DIPY Coding Style Guideline

The main principles behind DIPY development are:

  • Robustness: the results of a piece of code must be verified systematically, and hence stability and robustness of the code must be ensured, reducing code redundancies.
  • Readability: the code is written and read by humans, and it is read much more frequently than it is written.
  • Consistency: following these guidelines will ease reading the code, and will make it less error-prone.
  • Documentation: document the code. Documentation is essential as it is one of the key points for the adoption of DIPY as the toolkit of choice in diffusion by the scientific community. Documenting helps clarifying certain choices, helps avoiding obscure places, and is a way to allow other members decode it with less effort.
  • Language: the code must be written in English. Norms and spelling should be abided by.

Coding style

DIPY uses the standard Python PEP8 style to ensure the readability and consistency across the toolkit. Conformance to the PEP8 syntax is checked automatically when requesting to push to DIPY. There are software systems that will check your code for PEP8 compliance, and most text editors can be configured to check the compliance of your code with PEP8. Beyond the aspects checked, as a contributor to DIPY, you should try to ensure that your code, including comments, conform to the above principles.

Documentation

DIPY uses Sphinx to generate documentation. We welcome contributions of examples, and suggestions for changes in the documentation, but please make sure that changes that are introduced render properly into the HTML format that is used for the DIPY website.

DIPY follows the numpy docstring standard for documenting modules, classes, functions, and examples.

The documentation includes an extensive library of examples. These are Python files that are stored in the doc/examples folder and contain code to execute the example, interleaved with multi-line comments that contain explanations of the blocks of code. Examples demonstrate how to perform processing (segmentation, tracking, etc.) on diffusion files using the DIPY classes. The code is intermixed with generous comments that describe the former, and the rationale and aim of it. If you are contributing a new feature to DIPY, please provide an extended example, with explanations of this feature, and references to the relevant papers.

If the feature that you are working on integrates well into one of the existing examples, please edit the .py file of that example. Otherwise, create a new .py file in that directory. Please also add the name of this file into the doc/examples/valid_examples.txt file (which controls the rendering of these examples into the documentation).

Additionally, DIPY relies on a set of reStructuredText files (.rst) located in the doc folder. They contain information about theoretical backgrounds of DIPY, installation instructions, description of the contribution process, etc.

Again, both sets of files use the reStructuredText markup language for comments. Sphinx parses the files to produce the contents that are later rendered in the DIPY website.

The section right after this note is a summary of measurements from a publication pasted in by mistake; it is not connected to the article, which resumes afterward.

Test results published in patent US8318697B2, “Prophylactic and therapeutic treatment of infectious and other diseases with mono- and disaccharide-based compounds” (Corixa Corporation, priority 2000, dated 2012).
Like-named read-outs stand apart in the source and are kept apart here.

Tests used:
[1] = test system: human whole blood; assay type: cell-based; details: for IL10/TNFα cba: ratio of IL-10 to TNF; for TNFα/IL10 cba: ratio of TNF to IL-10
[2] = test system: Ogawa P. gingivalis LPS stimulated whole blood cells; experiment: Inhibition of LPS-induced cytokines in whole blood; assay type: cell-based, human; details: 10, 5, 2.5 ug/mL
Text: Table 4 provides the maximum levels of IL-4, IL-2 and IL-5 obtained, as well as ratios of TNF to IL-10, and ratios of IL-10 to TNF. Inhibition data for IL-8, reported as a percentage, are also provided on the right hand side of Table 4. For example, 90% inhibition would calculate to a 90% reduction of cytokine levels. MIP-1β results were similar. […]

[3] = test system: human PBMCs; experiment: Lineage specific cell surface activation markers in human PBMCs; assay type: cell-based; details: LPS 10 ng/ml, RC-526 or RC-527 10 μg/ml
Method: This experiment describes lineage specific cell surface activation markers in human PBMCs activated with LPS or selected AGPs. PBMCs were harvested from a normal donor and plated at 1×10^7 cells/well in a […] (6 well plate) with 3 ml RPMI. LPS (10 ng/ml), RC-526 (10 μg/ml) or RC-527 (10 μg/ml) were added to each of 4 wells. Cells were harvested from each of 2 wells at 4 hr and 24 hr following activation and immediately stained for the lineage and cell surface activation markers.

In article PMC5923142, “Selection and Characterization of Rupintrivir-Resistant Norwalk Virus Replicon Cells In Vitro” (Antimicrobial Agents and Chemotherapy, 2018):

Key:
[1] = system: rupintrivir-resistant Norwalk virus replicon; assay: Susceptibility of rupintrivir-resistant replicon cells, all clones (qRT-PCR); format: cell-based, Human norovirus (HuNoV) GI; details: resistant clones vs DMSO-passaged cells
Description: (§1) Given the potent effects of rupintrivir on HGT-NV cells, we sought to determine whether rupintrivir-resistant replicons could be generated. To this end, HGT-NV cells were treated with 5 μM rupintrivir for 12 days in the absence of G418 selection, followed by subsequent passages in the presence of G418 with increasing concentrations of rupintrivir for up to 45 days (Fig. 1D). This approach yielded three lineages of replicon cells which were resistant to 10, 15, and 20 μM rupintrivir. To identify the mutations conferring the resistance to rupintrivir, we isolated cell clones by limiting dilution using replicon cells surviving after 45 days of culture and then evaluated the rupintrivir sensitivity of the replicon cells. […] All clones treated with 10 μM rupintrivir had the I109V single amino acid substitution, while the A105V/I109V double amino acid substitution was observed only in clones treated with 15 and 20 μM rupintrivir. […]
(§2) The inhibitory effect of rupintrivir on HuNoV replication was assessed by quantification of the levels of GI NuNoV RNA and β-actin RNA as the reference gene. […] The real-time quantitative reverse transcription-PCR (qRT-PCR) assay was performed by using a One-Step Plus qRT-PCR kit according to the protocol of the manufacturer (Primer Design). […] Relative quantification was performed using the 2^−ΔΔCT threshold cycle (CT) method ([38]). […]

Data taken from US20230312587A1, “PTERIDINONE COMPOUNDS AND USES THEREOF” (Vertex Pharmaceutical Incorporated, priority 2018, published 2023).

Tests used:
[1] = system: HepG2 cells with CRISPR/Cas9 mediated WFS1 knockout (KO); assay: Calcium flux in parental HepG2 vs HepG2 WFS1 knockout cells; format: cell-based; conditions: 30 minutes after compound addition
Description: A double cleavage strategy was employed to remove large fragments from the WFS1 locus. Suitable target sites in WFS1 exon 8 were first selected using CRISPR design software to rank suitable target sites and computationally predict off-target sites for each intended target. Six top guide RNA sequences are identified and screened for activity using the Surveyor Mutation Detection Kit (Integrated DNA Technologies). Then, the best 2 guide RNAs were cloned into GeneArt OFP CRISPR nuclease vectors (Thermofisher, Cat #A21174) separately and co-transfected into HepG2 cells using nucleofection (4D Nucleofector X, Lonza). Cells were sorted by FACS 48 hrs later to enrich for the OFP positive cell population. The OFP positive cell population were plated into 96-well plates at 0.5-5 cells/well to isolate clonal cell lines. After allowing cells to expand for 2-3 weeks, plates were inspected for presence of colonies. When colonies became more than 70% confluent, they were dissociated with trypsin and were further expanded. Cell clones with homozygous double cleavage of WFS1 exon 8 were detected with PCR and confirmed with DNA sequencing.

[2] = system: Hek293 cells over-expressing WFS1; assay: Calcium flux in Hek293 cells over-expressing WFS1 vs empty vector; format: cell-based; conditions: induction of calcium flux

The Python examples are compiled, output images produced, and corresponding .rst files produced so that the comments can be appropriately displayed in a web page enriched with images.

Particularly, in order to ease the contribution of examples and .rst files, and with the consistency criterion in mind, beyond the numpy docstring standard aspects, contributors are encouraged to observe the following guidelines:

  • The acronym for the Diffusion Imaging in Python toolkit should be written as DIPY.
  • The classes, objects, and any other construct referenced from the code should be written with inverted commas, such as in In DIPY, we use an object called ``GradientTable`` which holds all the acquisition specific parameters, e.g. b-values, b-vectors, timings and others.
  • Cite the relevant papers. Use the [NameYear] convention for cross-referencing them, such as in [Garyfallidis2014], and put them under the References section.
  • Cross-reference related examples and files. Use the .. _specific_filename: convention to label a file at the top of it. Thus, other pages will be able to reference the file using the standard Sphinx syntax :ref:`specific_filename`.
  • Use an all-caps scheme for acronyms, and capitalize the first letters of the long names, such as in Constrained Spherical Deconvolution (CSD), except in those cases where the most common convention has been to use lowercase, such as in superior longitudinal fasciculus (SLF).
  • As customary in Python, use lowercase and separate words with underscores for filenames, labels for references, etc.
  • When including figures, use the regular font for captions (i.e. do not use bold faces), unless otherwise required for a specific text part (e.g. a DIPY object, etc.).
  • When referring to relative paths, use the backquote inline markup convention, such as in doc/devel. Do not add the greater-than/less-than signs to enclose the path.

References

[Garyfallidis2014]Garyfallidis E, Brett M, Amirbekian B, Rokem A, van der Walt S, Descoteaux M, Nimmo-Smith I and Dipy Contributors (2014). Dipy, a library for the analysis of diffusion MRI data. Frontiers in Neuroinformatics, vol.8, no.8.